Missing covariate data were uncommon. Six respondents aged <65 years with missing healthcare insurance data were assumed to be uninsured and, in 4 participants without urinary cotinine, the sample median was used.

Analyses were performed using SAS version 9.2 (SAS Institute, Cary, NC) and R version 2.14.2 (R Foundation for Statistical Computing, Vienna, Austria).


The mean age of the 521 participants was 67 years at baseline, 51% were male and 42% were current smokers. Eighteen percent had mild and 3% had moderate or severe emphysema assessed visually on CT scan. Thirty-six percent had airflow obstruction on spirometry.

Participants with higher percent emphysema had lower lung function, greater dyspnea and more self-reported COPD than participants with less percent emphysema (Table 1). Moderate or severe emphysema on visual assessment increased across quartiles of percent emphysema. Visual emphysema assessment and percent emphysema were moderately correlated (r = 0.10, P = 0.02) but were both associated with the FEV1/FVC ratio (r = −0.28; P<0.001 and r = −0.31, P<0.001 respectively).

Table 1
Baseline characteristics by CT percent emphysema quartiles.

The 521 participants completed a median of 5 visits over a median of 6 years of follow-up. Twenty-four died without attending follow-up and 384 (77%) completed at least one follow-up visit, with 324 (65% overall and 84% of those with one or more follow-up visits) completing a visit 5 or more years after baseline. Percent emphysema and baseline lung function were similar in those with and without follow-up.

Acute Episodes of Care for CLRD

Ninety participants reported 287 episodes of urgent care, with 29 reporting 51 hospitalizations, over 1,897 person-years of follow-up for mean rates of 15.1 acute episodes and 2.7 hospitalizations per hundred person-years. Of the 90 participants, 78 had self-reported COPD, asthma, emphysema or chronic bronchitis or prescriptions of inhaled beta-agonists, anticholinergic or corticosteroids, or methylxanthines. Of these 20 had airflow obstruction at baseline and 15 subsequently had airflow obstruction on follow-up spirometry.

Adjusting for age, sex, race/ethnicity, cotinine, healthcare insurance, height and history of known COPD, compared to participants without airflow obstruction, rates for acute episodes of care were higher for participants with FEV1 percent predicted 50 to 79% (RR 1.60; 95% CI: 1.03–2.47; P = 0.03) and for participants with FEV1 percent predicted less than 50% (RR 3.38; 95% CI: 1.91–6.00; P<0.001). Adjusting for the same covariates, higher rates were also found for hospitalisation for participants with FEV1 percent predicted 50 to 79% (RR 3.82; 95% CI: 2.18–6.69; P<0.001) and for participants with FEV1 percent predicted less than 50% (RR 4.52; 95% CI: 2.08–9.87; P<0.001).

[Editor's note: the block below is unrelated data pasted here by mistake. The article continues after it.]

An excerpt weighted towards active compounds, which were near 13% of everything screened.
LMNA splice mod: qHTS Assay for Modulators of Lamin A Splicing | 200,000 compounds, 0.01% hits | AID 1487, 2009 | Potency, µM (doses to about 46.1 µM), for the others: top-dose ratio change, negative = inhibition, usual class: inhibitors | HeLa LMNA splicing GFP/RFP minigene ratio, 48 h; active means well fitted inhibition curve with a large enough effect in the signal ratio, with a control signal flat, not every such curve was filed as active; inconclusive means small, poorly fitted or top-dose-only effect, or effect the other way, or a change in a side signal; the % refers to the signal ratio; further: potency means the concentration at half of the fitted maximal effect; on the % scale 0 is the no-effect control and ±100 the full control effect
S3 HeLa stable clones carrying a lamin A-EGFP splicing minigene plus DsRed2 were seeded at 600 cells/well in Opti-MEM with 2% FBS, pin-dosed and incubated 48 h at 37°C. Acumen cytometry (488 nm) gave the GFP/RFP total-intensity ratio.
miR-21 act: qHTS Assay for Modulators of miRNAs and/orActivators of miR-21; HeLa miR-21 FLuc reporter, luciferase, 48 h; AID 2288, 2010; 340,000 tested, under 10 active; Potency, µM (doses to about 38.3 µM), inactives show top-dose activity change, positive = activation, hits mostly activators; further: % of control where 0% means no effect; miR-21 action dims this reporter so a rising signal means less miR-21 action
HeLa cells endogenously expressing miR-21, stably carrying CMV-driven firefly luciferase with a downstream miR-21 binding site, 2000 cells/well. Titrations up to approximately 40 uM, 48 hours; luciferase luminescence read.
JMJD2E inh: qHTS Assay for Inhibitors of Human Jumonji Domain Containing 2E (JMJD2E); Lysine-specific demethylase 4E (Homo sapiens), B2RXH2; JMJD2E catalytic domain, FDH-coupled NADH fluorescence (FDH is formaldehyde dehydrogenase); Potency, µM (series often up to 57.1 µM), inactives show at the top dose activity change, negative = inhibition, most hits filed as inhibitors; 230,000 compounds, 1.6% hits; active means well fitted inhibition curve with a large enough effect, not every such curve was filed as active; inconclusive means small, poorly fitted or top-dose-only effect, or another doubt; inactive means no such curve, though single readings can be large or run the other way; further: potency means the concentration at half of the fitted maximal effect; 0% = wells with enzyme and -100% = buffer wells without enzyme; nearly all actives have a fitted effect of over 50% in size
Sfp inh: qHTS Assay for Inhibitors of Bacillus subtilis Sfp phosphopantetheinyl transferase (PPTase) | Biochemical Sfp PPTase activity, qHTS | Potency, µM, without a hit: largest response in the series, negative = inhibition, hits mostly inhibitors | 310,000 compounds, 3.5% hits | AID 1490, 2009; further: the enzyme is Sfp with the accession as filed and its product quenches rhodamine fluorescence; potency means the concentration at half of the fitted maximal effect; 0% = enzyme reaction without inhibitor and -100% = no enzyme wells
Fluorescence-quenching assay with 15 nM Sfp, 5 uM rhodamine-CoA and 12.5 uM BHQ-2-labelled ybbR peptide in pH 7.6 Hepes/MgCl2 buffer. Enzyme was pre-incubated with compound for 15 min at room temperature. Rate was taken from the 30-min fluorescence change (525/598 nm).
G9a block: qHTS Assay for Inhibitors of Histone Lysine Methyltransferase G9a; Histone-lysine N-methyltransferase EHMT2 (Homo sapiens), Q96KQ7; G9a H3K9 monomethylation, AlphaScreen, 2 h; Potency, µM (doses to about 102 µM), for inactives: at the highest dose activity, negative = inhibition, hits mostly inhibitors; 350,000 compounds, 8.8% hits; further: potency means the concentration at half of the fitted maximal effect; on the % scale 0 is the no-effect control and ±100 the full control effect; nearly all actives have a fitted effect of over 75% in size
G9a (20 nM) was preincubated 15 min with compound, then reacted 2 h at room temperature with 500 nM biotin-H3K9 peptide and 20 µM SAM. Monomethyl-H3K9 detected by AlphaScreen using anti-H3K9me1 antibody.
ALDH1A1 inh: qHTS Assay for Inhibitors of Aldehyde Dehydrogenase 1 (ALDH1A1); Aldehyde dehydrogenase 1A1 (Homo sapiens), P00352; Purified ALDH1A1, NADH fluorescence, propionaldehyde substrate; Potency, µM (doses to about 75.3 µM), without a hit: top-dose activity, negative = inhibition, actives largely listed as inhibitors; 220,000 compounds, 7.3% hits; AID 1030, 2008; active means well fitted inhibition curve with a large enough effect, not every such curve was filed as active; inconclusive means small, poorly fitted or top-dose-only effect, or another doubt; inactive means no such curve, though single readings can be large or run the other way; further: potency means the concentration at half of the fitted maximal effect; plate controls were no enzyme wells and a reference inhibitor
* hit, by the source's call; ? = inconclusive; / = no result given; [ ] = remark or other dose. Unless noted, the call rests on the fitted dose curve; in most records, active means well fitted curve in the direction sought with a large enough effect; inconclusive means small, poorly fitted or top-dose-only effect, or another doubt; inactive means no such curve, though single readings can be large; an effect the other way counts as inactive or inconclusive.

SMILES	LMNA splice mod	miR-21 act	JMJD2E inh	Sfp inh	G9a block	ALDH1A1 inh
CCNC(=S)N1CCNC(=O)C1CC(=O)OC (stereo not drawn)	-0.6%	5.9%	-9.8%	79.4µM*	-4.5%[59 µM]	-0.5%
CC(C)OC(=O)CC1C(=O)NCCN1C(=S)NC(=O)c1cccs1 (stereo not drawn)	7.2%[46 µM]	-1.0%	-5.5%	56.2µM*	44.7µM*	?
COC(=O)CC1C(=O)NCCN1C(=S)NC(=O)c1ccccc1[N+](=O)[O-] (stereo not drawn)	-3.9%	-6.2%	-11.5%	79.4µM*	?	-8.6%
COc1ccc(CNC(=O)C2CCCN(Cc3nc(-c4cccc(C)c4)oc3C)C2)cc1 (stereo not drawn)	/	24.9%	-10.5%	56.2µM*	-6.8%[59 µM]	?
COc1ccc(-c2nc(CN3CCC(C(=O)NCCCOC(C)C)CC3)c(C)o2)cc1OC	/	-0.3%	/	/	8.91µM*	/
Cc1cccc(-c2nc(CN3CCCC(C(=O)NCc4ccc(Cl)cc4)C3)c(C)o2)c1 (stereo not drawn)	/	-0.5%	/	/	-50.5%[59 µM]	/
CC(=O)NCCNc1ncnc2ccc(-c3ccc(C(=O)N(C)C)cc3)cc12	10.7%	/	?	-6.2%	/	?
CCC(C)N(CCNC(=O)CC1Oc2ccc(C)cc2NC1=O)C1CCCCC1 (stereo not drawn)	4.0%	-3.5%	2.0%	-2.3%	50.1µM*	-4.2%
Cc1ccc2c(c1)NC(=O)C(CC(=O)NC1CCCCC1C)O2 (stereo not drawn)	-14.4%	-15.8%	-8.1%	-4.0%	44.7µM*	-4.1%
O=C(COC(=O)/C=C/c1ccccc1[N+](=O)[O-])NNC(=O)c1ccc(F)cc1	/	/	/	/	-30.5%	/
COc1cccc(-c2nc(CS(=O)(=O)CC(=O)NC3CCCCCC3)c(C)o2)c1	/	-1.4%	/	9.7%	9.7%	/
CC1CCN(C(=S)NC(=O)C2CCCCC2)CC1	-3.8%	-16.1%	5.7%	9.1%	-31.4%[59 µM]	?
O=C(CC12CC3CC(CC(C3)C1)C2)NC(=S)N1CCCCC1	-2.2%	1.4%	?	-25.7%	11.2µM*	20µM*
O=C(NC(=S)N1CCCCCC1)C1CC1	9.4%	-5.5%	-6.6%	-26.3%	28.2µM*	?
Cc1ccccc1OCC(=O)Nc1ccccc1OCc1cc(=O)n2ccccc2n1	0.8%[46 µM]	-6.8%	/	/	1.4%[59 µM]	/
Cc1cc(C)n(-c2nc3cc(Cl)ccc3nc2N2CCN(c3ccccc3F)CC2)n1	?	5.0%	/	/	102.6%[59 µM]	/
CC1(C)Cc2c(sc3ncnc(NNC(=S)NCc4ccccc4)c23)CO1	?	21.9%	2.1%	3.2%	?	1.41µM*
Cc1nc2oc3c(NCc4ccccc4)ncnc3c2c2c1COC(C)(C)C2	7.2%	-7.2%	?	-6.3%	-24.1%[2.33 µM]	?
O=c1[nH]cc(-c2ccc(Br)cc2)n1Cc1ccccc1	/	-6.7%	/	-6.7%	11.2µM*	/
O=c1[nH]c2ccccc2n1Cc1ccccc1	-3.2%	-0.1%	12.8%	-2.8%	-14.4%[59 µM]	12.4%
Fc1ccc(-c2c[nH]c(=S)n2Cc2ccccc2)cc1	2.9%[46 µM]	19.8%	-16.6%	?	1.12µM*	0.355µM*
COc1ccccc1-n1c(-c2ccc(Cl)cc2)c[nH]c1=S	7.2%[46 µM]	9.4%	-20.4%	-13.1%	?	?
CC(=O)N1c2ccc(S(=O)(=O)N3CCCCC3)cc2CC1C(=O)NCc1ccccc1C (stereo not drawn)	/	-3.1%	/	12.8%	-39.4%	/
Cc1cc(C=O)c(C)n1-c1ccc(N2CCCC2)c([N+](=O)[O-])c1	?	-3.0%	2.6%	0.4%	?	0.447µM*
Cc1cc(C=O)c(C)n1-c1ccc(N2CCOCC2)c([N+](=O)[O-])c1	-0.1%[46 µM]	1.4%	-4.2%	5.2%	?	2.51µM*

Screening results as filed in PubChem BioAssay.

Visual Emphysema Assessment

Acute episodes of care for CLRD

Moderate to severe emphysema on visual assessment was associated with acute episodes of care (RR 1.89; 95% CI: 1.01–3.52; P = 0.046) and hospitalisation (RR 2.90; 95% CI: 1.56–5.42; P<0.001) adjusting for age, sex and race/ethnicity (Table 2). After additional adjustment for pack years smoking, cotinine at time of CT, private healthcare insurance and suspected chronic lower respiratory disease the associations for both acute episodes of care (RR 1.58; 95% CI: 0.83–2.99; P = 0.16) and hospitalisation (RR 2.17; 95% CI: 1.11–4.24; P = 0.02) were attenuated, although the latter remained statistically significant. The associations were strongly attenuated by the inclusion of pulmonary function at baseline (RR 1.09; 95% CI 0.58–2.05; P = 0.78 and RR 1.61; 95% CI: 0.83–3.14; P = 0.16 respectively). Mild emphysema on visual assessment was not associated with acute episodes of care or hospitalisation.

Table 2
Episodes of chronic lower respiratory disease by category of emphysema visually.

Decline in lung function

When pulmonary function was modeled as a continuous variable neither mild nor moderate to severe emphysema predicted decline in FEV1 (2 ml per year; 95% CI −21 to 24 and 1 ml per year; 95% CI −13 to 11 respectively, P = 0.98). Findings were similar for decline in the FEV1/FVC ratio, FEV1 percent predicted and proportional change in FEV1 (P = 0.98, P = 0.95 and P = 0.20 respectively).

However, among participants without airflow obstruction at baseline (Table 2), moderate to severe emphysema was associated with increased risk of airflow obstruction on follow-up spirometry after adjusting for age, sex and ethnicity (HR 7.29; 95% CI 3.25–16.4;P<0.001) and after pack years smoking, cotinine at time of CT, private healthcare insurance and suspected chronic lower respiratory disease (HR 5.14; 95% CI 2.19–21.1; P<0.001). Weaker associations in the same direction were observed for mild emphysema.

Percent Emphysema

Acute episodes of care for CLRD

Percent emphysema also predicted acute episodes of care (Table 3, Figure 1). Participants in the highest quartile of percent emphysema had approximately twice the rate as those in the lowest quartile (RR 2.40; 95% CI: 1.37–4.21) and more than three times the rate of hospitalization for CLRD (RR 3.50; 95% CI: 1.69–7.24). Associations were attenuated by approximately 10% after adjusting for height, FEV1 and FEV1/FVC ratio but the association persisted.